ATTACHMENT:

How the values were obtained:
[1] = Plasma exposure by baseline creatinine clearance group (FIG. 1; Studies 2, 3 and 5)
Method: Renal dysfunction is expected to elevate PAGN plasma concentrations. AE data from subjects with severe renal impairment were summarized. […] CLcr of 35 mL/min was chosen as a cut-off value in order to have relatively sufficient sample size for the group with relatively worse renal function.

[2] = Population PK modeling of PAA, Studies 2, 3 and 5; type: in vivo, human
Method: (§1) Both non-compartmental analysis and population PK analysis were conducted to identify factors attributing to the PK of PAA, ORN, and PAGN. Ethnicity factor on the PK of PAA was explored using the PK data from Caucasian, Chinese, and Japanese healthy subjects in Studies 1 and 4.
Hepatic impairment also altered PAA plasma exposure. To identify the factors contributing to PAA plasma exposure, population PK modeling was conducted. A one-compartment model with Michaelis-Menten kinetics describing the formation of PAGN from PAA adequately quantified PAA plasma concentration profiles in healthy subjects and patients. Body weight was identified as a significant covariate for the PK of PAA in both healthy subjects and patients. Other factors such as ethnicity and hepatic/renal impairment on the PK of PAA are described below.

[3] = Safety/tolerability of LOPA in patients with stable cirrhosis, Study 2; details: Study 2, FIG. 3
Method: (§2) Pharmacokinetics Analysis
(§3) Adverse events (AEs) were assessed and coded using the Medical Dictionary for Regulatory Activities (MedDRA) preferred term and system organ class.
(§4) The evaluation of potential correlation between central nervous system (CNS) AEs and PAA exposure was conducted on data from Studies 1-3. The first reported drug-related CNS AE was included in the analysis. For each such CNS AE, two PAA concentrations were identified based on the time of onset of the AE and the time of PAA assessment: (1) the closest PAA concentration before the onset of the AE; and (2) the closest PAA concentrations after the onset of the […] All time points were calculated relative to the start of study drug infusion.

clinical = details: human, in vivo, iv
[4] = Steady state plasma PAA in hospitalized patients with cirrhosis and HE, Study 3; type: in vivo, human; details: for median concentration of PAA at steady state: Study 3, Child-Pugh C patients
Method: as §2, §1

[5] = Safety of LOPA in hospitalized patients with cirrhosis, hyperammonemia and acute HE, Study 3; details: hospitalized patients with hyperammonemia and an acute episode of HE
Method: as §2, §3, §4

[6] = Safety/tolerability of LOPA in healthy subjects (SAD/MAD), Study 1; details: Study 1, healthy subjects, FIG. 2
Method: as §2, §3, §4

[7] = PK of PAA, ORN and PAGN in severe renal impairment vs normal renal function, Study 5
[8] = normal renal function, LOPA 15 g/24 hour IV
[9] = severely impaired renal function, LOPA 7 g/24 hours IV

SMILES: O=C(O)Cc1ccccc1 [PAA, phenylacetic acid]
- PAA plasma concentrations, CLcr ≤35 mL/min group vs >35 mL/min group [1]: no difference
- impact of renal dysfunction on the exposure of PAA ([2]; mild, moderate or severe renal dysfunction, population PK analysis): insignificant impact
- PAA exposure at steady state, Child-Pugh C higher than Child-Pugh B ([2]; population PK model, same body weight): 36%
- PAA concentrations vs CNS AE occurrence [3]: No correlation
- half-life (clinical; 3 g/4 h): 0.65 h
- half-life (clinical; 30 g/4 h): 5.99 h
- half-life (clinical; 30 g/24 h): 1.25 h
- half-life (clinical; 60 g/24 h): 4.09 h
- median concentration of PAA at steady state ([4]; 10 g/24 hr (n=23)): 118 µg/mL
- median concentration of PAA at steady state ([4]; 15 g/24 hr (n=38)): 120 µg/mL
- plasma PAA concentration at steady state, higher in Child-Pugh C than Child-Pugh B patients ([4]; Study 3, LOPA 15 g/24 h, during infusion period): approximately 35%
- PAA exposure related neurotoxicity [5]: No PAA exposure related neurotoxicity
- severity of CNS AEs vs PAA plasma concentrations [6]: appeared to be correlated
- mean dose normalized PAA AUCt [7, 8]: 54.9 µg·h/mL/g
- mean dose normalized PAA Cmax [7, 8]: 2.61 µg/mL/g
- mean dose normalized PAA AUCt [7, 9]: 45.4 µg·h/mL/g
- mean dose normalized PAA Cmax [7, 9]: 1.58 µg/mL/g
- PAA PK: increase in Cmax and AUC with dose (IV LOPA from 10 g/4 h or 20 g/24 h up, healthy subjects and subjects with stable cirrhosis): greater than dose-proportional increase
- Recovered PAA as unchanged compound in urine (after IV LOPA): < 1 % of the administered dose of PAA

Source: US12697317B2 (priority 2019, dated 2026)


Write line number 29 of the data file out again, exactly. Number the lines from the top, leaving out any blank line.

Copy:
- half-life (clinical; 60 g/24 h): 4.09 h